Recently, I successfully represented a creditor in seeking to dismiss a debtor’s bankruptcy case for being filed in bad faith. In this case, we contested the Debtor’s use of phantom expenses for purposes of passing the means test. Also, we contested the filing of the bankruptcy case pursuant to the totality of the circumstances based on the fact that the Debtor had about $1,922.00 in monthly disposable income that should have been used in a debt repayment plan towards his creditors.
THE COURT HELD THAT THE DEBTOR FAILED THE MEANS TEST
The case law around the country is split as to whether mortgage payments not being made with no intention of being made can be included for purposes of the means test if those payments are still contractually due. The means test is the mechanism set forth in the Bankruptcy Code pursuant to 11 U.S.C. § 707(b) that determines whether an individual with mostly consumer debt is eligible to file for chapter 7 bankruptcy. Rather than wade into this issue that has yielded split decisions from bankruptcy courts around the country, the Court found that the Debtor’s mortgage obligation was discharged in a prior chapter 7 bankruptcy. As a result of the discharge of the Debtor’s mortgage debt, the Court found that the Debtor could not be deducted for purposes of the means test as being contractually due.
Further, the Court also took note that a final judgment of foreclosure had been previously entered prior to the bankruptcy being filed. Therefore, the Court found that
[p]ursuant to the merger doctrine, “a contract is deemed to merge with the judgment, thereby depriving a plaintiff from being able to assert claims based on the terms and provisions of the contractual instrument.” As a matter of New Jersey law, it is “well established that upon foreclosure, the mortgage agreement merges with the final judgment of foreclosure, and ‘such decree represents the final determination of the debt.”” “What had been a private claim under the mortgage contracts becomes a special form of judgment [which] entitle[s] the plaintiff to writ of execution to sell the designated property to satisfy the amount determined to be due.” Simply put, the contractual claim is extinguished and only a judgment claim remains.
Accordingly, the Court found that the Debtor’s mortgage payment could not be contractually due when there was no longer a contract due to the foreclosure judgment being entered. Therefore, the Court held that this prevented the Debtor from claiming a deduction for contractually due mortgage payments in his means test. Accordingly, without the deduction of the mortgage payment, the Debtor failed the means test.
THE COURT ALSO HELD THAT THE TOTALITY OF THE CIRCUMSTANCES WARRANTED DISMISSAL OF THE DEBTOR’S BANKRUPTCY CASE
In evaluating the totality of the circumstances of the Debtor’s Bankruptcy Case, the Court cited to 11 U.S.C. § 707(b)(3) in stating the following:
Where ‘granting relief would be an abuse’ of Chapter 7, the ‘totality of the circumstances’ test” set forth in Section 707(b)(3)(B) of the Bankruptcy Code “permits dismissal given a ‘debtor’s financial situation.’” A debtor’s financial condition is assessed as of the motion to dismiss. A debtor’s ability to pay is the primary factor in determining abuse, but ability to pay alone is insufficient. Courts look to whether a debtor would have the ability to make payments from his or her disposable income that would be available to fund a Chapter 13 Plan…At lease one bankruptcy court in this Circuit continues to analyze the totality of circumstances according to nine factors that are “identical” to those previously considered to determine “substantial abuse” under the prior version of section 707(b). These factors are as follows: (1) whether the bankruptcy petition was filed because of sudden illness, calamity, disability, or unemployment; (2) whether the debtor made consumer purchases far in excess of his ability to repay; (3) whether the debtor’s proposed family budget is excessive or unreasonable; (4) whether the debtor’s schedules and statements of current income and expenditures reasonably and accurately reflect his true financial condition; (5) whether the bankruptcy petition was filed in bad faith; (6) whether the debtor engaged in eve of bankruptcy purchases; (7) whether the debtor enjoys a stable source of future income; (8) whether he is eligible for adjustment of his debts through chapter 13 of the Bankruptcy Code; and (9) whether the debtor’s expenses can be reduced significantly without depriving him of adequate food, clothing, shelter, and other necessities.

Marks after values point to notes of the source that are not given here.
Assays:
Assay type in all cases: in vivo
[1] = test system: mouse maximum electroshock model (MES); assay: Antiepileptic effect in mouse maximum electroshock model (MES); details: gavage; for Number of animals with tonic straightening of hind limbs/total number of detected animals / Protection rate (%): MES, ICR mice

This Court found that the nine, non-exclusive, factors were helpful in its decision making; however, it found that “the debtor’s ability to pay…is a “primary consideration” in the Court’s evaluation of the totality of the circumstances.” The Court further found that the Debtor’s claim of being unable to make a significant repayment to creditors when he admitted that he may have monthly disposable income of $1,922.00 was “hollow”. The Court also noted that he had been making voluntary payments to support his adult son and his family instead of paying his creditors. The Court reviewed the Debtor’s financial history and found that the bankruptcy was not commenced by a sudden event and that the Debtor had steady income to fund a debt repayment plan. Therefore, the Court held that allowing the Debtor to obtain a chapter 7 bankruptcy discharge would be an abuse of the chapter 7 discharge provisions. Accordingly, the Court held that dismissal of the Debtor’s Bankruptcy Case was also warranted based on the totality of the circumstances.
For further research as to this successful decision that I litigated on behalf of our client, the subject bankruptcy case caption is In re Patrick Stanley Allocco and the Court’s decision can be found by clicking here.